Painfully slow progress is being made in clearing tens of thousands of tonnes of debris from the quake-hit north of Japan as clean-up crews are so hampered by demands to preserve people's possessions that thousands of bodies remain undiscovered.
Nearly 25,000 soldiers were drafted in yesterday to conduct the biggest search yet of the rubble of towns and villages along the coast hit by the March 11 earthquake and tsunami.
The task is to find the 12,000 people still listed as missing. To date, the bodies of 14,300 people have been recovered.
The recovery teams and those tasked with clearing shattered buildings, rotting waste and ripped-up roads are in a race against time before the heat and humidity of Japan's summer months arrive in a few weeks' time.
Decomposed bodies are not being shown to people searching for relatives as it would be too distressing. Instead, family members are being asked to identify loved ones from the clothes they were found in or the contents of their pockets.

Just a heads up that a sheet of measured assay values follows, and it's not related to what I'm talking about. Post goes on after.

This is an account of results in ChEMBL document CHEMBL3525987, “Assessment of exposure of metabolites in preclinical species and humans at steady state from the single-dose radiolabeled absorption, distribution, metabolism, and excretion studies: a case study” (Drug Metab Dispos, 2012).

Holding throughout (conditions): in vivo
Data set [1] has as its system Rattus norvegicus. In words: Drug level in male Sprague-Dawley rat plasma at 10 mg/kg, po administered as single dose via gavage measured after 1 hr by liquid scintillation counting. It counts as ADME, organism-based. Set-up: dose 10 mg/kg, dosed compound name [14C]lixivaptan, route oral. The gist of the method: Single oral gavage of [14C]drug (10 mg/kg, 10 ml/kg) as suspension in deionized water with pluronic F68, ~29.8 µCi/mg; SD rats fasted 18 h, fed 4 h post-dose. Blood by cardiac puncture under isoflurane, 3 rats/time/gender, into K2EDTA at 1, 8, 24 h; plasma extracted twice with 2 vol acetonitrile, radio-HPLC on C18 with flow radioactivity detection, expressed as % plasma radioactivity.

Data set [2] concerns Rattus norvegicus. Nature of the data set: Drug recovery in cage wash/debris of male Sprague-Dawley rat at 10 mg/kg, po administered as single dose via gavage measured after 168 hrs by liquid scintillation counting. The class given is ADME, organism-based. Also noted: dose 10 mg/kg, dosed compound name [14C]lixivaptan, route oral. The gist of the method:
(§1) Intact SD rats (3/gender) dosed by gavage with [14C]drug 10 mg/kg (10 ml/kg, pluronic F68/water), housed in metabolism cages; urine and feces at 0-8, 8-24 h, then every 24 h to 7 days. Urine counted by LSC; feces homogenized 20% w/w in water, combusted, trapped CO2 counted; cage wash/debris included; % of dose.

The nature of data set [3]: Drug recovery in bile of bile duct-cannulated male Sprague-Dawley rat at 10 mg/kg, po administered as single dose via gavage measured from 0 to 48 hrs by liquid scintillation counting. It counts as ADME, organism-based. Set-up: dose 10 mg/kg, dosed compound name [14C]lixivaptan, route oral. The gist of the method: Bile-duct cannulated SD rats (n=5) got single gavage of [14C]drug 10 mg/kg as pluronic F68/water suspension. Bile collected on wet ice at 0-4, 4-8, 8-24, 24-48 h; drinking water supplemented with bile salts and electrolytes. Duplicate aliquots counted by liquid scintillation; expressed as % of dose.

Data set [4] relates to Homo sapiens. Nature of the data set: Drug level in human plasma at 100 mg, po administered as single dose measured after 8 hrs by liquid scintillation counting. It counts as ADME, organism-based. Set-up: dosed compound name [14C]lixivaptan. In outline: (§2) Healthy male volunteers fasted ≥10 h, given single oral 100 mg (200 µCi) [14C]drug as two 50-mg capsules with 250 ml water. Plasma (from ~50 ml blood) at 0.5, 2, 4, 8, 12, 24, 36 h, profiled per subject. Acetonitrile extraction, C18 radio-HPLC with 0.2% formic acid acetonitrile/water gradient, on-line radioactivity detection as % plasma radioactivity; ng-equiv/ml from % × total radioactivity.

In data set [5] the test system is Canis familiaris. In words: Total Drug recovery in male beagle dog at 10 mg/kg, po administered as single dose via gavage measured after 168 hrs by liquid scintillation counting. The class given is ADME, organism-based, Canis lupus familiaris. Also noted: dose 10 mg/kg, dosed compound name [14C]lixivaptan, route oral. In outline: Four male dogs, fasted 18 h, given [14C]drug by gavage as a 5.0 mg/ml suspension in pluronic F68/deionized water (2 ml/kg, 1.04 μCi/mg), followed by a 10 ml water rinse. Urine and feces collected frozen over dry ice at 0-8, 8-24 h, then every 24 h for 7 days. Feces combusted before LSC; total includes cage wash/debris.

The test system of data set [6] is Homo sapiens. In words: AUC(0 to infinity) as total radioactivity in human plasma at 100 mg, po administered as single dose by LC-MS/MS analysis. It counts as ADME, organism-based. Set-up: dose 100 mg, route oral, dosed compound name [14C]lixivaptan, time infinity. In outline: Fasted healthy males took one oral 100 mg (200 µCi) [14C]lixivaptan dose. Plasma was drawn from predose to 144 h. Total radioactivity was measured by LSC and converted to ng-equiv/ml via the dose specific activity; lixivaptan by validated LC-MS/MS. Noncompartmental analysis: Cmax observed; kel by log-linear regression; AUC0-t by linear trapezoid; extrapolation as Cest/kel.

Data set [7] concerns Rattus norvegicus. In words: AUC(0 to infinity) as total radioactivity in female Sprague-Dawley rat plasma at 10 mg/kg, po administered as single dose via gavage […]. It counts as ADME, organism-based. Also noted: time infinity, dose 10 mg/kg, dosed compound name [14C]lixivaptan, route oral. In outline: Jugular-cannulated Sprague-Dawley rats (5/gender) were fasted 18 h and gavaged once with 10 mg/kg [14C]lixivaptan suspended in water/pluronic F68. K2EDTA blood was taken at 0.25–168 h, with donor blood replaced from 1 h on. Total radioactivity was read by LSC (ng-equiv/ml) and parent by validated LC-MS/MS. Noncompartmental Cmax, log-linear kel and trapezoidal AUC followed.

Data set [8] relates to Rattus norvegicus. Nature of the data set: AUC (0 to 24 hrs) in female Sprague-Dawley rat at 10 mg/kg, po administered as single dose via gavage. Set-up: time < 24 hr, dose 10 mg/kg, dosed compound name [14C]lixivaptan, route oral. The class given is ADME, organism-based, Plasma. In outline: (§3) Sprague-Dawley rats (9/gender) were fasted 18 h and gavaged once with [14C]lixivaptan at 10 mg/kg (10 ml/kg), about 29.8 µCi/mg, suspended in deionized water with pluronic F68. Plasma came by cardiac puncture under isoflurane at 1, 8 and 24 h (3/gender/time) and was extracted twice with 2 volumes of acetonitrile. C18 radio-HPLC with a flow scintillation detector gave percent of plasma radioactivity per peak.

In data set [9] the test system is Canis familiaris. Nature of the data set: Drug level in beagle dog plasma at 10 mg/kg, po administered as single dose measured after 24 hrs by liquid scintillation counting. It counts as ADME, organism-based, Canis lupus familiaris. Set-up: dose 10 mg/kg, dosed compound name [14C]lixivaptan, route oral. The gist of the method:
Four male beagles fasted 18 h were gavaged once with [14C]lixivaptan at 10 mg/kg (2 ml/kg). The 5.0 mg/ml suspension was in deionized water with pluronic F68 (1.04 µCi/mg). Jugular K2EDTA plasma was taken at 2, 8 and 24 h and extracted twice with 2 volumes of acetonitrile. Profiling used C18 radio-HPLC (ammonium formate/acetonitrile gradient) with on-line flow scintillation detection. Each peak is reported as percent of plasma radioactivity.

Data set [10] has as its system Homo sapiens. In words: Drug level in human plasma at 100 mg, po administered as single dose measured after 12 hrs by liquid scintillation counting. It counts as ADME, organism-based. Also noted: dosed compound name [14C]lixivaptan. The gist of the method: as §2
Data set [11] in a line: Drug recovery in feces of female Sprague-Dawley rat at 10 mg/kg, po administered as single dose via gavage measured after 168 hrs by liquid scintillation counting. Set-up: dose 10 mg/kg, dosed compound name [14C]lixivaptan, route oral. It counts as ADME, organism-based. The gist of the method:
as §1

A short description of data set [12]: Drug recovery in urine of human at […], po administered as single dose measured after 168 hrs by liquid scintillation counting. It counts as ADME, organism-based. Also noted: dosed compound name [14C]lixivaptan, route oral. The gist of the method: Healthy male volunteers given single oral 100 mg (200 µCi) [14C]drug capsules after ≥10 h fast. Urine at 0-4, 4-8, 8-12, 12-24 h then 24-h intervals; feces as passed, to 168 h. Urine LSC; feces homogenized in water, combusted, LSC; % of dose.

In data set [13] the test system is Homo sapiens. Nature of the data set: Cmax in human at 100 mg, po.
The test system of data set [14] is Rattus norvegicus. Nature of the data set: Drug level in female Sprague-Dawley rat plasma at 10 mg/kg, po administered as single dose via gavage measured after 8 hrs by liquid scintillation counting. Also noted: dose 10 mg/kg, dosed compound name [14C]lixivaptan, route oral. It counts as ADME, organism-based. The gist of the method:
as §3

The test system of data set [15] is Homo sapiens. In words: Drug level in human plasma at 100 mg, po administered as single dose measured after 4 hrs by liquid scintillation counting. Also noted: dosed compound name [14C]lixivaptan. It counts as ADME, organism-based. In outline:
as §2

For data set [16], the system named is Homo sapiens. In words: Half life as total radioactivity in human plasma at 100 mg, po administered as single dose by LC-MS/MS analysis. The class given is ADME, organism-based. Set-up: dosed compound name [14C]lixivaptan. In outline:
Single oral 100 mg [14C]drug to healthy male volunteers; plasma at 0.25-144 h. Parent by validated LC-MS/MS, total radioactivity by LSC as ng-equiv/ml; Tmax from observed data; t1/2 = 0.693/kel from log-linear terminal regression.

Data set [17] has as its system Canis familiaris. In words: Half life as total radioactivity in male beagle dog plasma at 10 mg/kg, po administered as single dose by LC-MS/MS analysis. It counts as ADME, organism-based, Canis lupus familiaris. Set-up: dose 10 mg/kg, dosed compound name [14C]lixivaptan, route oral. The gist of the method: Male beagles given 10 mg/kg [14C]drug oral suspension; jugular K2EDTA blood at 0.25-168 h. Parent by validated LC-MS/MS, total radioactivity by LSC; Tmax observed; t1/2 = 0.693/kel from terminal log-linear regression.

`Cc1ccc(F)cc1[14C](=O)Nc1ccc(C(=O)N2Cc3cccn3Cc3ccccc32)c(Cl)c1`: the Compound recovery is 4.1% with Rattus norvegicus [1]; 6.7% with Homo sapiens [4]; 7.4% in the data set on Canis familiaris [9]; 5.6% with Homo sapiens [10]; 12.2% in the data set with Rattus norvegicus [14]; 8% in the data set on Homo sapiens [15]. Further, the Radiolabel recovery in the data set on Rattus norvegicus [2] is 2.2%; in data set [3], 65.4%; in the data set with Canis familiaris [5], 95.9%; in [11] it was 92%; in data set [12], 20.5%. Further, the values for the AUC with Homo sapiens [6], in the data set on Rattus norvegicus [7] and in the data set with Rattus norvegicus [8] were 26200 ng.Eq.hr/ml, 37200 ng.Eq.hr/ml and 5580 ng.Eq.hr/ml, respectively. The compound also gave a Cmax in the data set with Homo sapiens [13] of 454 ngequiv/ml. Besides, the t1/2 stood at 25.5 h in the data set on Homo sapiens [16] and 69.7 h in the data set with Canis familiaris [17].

Officials estimate that it may take a year to gather all the debris, which will be transferred to sites where it will be processed and disposed of. That could take an additional two years. The large-scale removal of debris, which in places has been compacted into piles four storeys high, is impeded by residents returning to salvage.
Heavy machinery has been brought in to pick up crushed cars, collapsed roofs and blocks of masonry that caved in under the weight of water.
Operators of the machinery are sympathetic to onlookers whose homes they are removing.
Invariably, as soon as a former homeowner sees something of theirs, work stops so it can be retrieved.
"Everyone has been very nice," Sakuji Funayama (77) said in the remains of his home in the town of Kesennuma. "They all stop whenever we see anything."
Mr Funayama had just recovered a scuffed backpack that had belonged to his son, who had moved away years ago.
According to the government, 125,000 buildings were destroyed.
"It's been more than a month since the massive earthquake and tsunami, but we still have lots of people still missing," said Norikazu Muratani, a defence spokesman. "We want to recover them and return them to their families."
More than six weeks after the earthquake, the likelihood is that thousands of people will never be found. (© Daily Telegraph, London)